A Boring Christianity

By June 9, 2015Uncategorized


As a YWAMer, it’s easy to get caught up in the adventures of life. Spend any amount of time with someone in, or who has been in, Youth With A Mission, and you’ll hear incredible stories. You may hear of a time a group hiked into a village in Nepal where no one had ever heard the name of Jesus, or a story about how they needed a certain amount for their missions trip and the money came in within hours of the deadline. It’s true that everyone loves to hear and  tell a good story. Perhaps this runs even deeper with my generation, the Millennials.

Each generation has a distinctive characteristic about it. It has been said that the Millennials can also be referred to as the Hero Generation. That is why I think the need for adventure is more prevalent in young people in general. Speaking from experience, I can say that there’s this passion ingrained in us to do something with our lives that makes a difference in the world, to live for something bigger than ourselves. That may be why it’s more common to see twenty-somethings nowadays wandering about. Older generations may look it and think it’s laziness or lack of ambition. Yet it is most likely a search for that one thing that will satisfy the hunger for greatness. The danger is that the hunger is insatiable.

Everyone was created for something bigger. We were all created to live for God’s narrative of redemption, to be a part of bringing about God’s kingdom to this earth. Since this story won’t see its end until the coming of Jesus, we will never be completely fulfilled until we are living on the new earth (Rev 21:1). It is detrimental to try to fill that desire while living on this earth. We end up living from adventure story to adventure story, forgetting the importance of how we live day to day.

As Christians, there is no moment when we cease to live inside God’s story of redemption. Whether we play an active role or not is up to us, and it doesn’t have to only be the times we are  partaking in a hobbit-like adventure. Our choice to live for something bigger is made every single day. The choice is made when we speak out of love and not anger, when we act kindly towards someone who belittles us, or when we withhold judgment from a person who is sinning. Each and every one of these seemingly small decisions are ways we represent Christ in a world that does not know Him. Somewhere along the way, the everyday walking out of a Christian’s faith has become apparently less valuable. How foolish! Most people that come into the family of God don’t do so after hearing a story of someone being healed or those tales we get so excited about sharing; it is those that have a person walking with them day by day, being a living representation of Jesus, that become saved. They see that living for Christ makes a difference in a person’s life every single day.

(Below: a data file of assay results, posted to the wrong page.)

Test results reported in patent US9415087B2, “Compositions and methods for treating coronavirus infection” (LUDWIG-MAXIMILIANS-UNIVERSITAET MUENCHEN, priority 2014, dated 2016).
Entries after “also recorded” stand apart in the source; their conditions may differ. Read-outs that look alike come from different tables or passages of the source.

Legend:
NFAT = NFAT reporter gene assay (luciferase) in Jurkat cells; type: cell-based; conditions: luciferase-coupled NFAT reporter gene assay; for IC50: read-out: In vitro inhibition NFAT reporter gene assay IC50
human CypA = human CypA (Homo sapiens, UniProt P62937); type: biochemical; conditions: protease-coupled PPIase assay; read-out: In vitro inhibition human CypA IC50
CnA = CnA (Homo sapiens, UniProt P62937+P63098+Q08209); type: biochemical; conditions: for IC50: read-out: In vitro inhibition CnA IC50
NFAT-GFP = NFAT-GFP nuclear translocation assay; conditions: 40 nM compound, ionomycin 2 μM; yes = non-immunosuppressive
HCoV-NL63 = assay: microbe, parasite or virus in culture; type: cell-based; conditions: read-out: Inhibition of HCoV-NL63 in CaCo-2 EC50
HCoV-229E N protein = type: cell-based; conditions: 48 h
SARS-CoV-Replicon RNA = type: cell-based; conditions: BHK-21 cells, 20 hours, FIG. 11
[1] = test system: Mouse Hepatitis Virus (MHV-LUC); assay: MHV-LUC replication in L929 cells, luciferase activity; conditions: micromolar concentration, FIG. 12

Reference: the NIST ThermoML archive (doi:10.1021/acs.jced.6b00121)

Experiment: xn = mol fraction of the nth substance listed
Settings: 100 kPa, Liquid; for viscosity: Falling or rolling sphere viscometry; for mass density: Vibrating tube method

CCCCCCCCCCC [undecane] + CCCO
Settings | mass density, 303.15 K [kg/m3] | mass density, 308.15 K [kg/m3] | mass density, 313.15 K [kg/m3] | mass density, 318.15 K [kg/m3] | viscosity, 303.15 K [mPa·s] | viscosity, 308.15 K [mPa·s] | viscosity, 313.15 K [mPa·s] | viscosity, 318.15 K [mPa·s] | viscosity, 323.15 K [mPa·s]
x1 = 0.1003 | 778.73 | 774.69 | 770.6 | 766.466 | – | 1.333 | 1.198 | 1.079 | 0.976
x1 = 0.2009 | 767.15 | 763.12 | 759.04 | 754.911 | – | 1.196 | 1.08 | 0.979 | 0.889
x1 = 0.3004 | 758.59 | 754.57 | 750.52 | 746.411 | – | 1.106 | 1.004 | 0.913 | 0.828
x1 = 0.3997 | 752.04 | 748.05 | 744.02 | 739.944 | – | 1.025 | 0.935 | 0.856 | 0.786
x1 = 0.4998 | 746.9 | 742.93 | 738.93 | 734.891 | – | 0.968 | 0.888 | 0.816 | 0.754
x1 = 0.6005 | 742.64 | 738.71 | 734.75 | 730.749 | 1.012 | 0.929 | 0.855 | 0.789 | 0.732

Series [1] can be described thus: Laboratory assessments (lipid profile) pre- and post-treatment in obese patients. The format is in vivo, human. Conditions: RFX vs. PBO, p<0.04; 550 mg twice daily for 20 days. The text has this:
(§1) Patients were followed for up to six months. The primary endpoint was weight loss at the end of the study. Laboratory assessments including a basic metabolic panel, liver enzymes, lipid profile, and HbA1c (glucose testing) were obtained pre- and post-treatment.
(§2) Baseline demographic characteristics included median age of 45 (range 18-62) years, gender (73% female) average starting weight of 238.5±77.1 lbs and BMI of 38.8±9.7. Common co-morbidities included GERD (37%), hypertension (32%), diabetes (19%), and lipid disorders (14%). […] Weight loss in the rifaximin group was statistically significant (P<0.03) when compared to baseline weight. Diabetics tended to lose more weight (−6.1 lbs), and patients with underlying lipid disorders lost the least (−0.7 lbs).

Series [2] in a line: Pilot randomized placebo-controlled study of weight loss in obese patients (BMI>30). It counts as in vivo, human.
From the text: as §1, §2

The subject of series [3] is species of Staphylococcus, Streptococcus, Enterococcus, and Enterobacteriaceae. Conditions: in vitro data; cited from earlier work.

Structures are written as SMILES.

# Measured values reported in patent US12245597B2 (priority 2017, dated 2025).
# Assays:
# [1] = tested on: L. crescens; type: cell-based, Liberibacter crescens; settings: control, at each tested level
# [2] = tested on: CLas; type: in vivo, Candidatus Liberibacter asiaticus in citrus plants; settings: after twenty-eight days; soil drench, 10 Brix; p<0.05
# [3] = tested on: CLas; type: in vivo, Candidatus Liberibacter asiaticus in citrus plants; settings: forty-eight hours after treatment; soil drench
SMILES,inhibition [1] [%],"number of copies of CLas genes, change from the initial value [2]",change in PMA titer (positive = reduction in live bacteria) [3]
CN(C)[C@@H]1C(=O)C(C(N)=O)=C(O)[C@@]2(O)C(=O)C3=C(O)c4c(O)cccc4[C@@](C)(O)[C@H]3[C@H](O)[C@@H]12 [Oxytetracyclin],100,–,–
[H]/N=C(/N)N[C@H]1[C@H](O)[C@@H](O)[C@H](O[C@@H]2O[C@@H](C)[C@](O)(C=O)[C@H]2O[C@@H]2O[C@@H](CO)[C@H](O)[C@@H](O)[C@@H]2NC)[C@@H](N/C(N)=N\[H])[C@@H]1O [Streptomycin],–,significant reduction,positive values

No one tells you that Christianity is a 70 to 80 year grind in becoming more kind, more gentle, more giving, more joyful, more patient, more lovingBeing more and more like Jesus is a million boring little things. No one ever tells you that when youre young.Richard Beck

To some it may seem boring. No one would ever use that as a sales pitch for Christianity. Maybe that’s the issue; we’ve been looking to sell our faith rather than live it out in an authentic way. The adventures are great, and it’s awesome to have exciting stories. Still, those should never diminish all the other moments that make up our lives. Satisfaction comes when we realize that every little thing we do can a greater purpose, each small task has the ability to make a difference.

by Natalia Barroso
Staff of 360Maine

About Matt Osgood

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